Pleistocene and Holocene cinder cones and lava flows cover large portions of elongated Fuerteventura Island at the SE end of the Canary Islands.
The youngest lavas are found at the northern and central portions of the arid, sparsely vegetated island. Malpais de la Arena, the Northern Malpais, and the Lobos Island areas at the northern tip of Fuerteventura are the sites of broad fields of youthful cinder cones and lava flows. The Malpais Chico, Malpais Grande, and Malpais de Jacomar areas on the south-central part of the island represent smaller zones of youthful volcanism, as do the volcanoes of Pajara, which were constructed on the older plutonic massif west of the axis of the island. No historical eruptions have occurred on Fuerteventura.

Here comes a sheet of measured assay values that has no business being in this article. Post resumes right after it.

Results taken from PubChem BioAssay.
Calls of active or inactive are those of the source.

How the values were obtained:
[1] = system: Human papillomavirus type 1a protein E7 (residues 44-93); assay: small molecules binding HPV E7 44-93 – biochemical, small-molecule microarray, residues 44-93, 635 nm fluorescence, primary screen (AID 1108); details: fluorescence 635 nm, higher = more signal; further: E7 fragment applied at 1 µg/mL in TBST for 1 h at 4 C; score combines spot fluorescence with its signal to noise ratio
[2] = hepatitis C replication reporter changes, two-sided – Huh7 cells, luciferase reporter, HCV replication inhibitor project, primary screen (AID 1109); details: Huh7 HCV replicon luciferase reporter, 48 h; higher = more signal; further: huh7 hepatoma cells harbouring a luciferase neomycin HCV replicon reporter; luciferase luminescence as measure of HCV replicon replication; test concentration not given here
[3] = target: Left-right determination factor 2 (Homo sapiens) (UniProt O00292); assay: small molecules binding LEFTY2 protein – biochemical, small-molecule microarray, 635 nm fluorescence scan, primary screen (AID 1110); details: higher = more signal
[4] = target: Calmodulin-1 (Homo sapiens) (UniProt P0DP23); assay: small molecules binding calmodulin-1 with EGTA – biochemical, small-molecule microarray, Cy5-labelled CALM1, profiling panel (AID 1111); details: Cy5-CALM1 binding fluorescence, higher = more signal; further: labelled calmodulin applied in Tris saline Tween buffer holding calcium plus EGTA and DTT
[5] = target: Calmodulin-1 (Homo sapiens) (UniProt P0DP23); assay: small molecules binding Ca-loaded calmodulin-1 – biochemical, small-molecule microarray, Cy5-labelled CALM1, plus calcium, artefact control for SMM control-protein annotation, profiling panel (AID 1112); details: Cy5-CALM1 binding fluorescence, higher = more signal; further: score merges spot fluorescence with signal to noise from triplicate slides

Cueva del Llano, Lava Tube Sightseeing, Fuerteventura, Canaries (Photo: WNomad)
Cueva del Llano, only place to find the endemic troglobiont, Spernophorides fuertecavensis Wunderlich, Fuerteventura Isl., Canary Islands (Photo: WNomad)
Forked lava tube, Cueva del Llano, Fuerteventura, Canary Islands (Photo: WNomad)